Singer Rihanna poses before attending the Spring/Summer 2016 women's ready-to-wear collection show for Dior fashion house during the Fashion Week in Paris, France, Oct. 2, 2015. REUTERS/Charles Platiau

After several delays, a marketing campaign that started without her, and no small amount of second-guessing, Rihanna’s new single is finally here. Wednesday morning, “Work,” a Boi-1da-produced track featuring the rapper Drake, debuted on radio stations around the world, surprising fans who have been waiting months for new Rihanna material to arrive.

Fans who didn’t feel like waiting around to hear it had the option of buying it on iTunes, of course. But if they want to stream it, there are only a few places for them to go.

Over the past several months, as industry experts tried to guess at when her “Anti” album might finally arrive, they were also busy speculating about whether Rihanna, a stakeholder in the Tidal music service, might try to use her new music as a way to get people to sign up for it.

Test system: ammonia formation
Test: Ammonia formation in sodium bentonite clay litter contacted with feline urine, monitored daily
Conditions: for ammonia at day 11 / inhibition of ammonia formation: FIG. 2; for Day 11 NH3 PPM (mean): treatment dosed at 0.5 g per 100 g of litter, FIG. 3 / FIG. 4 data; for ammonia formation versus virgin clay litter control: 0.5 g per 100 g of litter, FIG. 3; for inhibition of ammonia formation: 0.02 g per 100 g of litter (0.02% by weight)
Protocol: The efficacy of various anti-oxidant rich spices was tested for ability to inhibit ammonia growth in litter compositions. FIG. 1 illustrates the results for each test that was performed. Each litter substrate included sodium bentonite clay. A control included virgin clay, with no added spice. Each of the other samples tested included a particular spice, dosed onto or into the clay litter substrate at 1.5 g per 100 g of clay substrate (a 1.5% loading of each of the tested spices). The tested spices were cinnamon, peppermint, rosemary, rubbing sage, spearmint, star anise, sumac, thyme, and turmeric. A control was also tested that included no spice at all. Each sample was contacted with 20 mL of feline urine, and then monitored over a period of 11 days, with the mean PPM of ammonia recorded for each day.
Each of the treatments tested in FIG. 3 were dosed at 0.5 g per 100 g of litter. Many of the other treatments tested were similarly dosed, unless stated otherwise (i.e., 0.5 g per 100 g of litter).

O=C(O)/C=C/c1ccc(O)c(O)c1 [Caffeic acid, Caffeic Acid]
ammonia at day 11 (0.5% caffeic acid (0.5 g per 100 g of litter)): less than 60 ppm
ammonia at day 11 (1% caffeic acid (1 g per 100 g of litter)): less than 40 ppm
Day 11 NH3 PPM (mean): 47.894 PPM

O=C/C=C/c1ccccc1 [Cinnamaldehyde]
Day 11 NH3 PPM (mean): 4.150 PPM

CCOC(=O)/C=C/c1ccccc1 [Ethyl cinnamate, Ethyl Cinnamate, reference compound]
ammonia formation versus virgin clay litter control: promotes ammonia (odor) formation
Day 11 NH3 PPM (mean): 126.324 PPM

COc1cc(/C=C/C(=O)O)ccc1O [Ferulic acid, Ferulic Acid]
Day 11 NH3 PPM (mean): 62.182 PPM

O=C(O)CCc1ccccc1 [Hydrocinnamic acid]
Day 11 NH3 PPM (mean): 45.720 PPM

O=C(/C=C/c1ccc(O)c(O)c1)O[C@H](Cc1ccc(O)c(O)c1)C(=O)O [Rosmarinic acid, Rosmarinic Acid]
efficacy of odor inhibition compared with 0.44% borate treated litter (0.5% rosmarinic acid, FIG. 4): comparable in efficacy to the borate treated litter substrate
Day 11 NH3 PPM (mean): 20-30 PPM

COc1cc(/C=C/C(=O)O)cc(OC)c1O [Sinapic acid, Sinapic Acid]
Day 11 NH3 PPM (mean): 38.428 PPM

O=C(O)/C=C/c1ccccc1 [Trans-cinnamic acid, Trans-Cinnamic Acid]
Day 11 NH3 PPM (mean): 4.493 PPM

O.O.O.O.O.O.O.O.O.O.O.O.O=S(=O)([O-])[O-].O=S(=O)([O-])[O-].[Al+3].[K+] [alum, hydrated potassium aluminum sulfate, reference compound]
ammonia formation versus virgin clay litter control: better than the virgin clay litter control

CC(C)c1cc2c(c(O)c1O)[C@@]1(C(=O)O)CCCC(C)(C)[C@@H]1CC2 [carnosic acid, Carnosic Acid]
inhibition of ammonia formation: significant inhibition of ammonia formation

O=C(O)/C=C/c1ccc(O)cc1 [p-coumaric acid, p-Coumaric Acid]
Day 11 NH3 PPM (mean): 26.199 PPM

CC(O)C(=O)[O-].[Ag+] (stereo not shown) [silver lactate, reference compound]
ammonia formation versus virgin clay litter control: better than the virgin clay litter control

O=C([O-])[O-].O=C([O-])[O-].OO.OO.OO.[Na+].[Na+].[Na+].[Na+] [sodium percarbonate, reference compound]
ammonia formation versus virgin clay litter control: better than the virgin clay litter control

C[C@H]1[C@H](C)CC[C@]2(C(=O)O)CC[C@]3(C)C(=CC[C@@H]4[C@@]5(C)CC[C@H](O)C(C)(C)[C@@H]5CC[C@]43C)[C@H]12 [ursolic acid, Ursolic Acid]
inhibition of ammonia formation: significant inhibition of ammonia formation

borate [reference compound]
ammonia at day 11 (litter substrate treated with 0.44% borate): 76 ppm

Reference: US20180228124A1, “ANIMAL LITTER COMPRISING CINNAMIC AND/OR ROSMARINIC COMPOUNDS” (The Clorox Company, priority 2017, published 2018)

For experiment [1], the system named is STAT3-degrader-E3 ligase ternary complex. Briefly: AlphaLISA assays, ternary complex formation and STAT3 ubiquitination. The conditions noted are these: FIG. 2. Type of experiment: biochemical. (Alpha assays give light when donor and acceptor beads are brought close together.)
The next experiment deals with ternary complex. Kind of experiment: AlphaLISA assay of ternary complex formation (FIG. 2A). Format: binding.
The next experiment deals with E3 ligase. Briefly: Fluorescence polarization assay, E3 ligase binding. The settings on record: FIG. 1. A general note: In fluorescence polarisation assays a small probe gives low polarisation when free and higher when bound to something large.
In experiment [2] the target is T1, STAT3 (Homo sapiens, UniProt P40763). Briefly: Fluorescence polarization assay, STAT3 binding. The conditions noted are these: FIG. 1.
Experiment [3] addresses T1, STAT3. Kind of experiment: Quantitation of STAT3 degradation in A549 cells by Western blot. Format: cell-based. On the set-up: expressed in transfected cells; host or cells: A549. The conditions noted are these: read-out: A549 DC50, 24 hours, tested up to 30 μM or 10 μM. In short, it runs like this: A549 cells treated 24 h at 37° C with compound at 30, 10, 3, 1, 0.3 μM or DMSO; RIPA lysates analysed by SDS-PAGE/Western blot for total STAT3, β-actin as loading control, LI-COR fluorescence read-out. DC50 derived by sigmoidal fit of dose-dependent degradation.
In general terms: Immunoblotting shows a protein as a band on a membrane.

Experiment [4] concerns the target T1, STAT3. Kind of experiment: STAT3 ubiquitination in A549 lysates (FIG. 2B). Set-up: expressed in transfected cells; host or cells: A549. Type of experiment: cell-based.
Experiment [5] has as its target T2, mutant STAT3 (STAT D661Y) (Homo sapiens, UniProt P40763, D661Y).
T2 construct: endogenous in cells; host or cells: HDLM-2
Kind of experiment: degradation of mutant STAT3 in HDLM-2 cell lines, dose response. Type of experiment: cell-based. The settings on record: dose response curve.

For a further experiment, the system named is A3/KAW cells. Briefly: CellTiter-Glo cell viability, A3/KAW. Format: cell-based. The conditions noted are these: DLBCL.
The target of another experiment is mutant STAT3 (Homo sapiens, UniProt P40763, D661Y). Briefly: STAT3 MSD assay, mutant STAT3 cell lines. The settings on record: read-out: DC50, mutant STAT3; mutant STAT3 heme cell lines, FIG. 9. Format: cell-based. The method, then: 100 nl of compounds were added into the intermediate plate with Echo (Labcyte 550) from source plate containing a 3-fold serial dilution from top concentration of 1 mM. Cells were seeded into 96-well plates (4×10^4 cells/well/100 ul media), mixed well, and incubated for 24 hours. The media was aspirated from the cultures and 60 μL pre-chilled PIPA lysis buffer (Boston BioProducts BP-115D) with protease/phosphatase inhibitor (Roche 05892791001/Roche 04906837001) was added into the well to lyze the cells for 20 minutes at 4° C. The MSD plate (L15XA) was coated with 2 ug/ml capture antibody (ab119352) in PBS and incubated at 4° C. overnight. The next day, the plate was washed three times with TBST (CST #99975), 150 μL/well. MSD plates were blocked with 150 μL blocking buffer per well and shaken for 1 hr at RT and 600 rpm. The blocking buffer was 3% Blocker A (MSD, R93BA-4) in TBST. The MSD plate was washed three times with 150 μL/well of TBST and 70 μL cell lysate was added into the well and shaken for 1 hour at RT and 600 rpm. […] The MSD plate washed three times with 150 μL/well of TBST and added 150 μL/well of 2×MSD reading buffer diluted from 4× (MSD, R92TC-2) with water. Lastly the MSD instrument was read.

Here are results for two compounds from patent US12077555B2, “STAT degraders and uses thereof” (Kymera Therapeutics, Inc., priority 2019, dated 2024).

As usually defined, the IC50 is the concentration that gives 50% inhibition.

While Tidal has added a healthy number of subscribers since Jay Z and a number of other high-profile artists acquired it at the beginning of 2015, the fact is that it lags badly behind competitors such as Spotify, Apple Music and Rhapsody. Being able to use one of the most hotly anticipated albums of the year as a way to get people to sign up could be a huge advantage.

But that also represents a huge risk. Keeping “Work” and possibly “Anti” off rival streaming services will severely limit the number of people who can listen to it — a dicey proposition for an artist who reportedly expects her album to debut at the top of the Billboard charts. Even Adele, who managed to debut at No. 1 without any help from streaming services, stoked major demand for her album by putting its lead single, “Hello,” on both YouTube and Spotify. At the moment, "Work" is not on either of those services, though it is on Apple Music and Deezer.

The move also raises the possibility that Rihanna fans who don't have Tidal may bristle at the idea that they’re being steered toward using a service they don't want or don't need.

It’s possible that Rihanna, an artist with 10 No. 1 hits to her name and one of the most popular entertainers on social media, may be powerful enough to convince thousands of people to sign up for Tidal. But if one single or one album isn't enough to get people to consider signing up, it’s worth considering whether it's possible that two could: Kanye West, who is also a Tidal stakeholder, will release his highly anticipated fifth album, “Swish,” Feb. 11.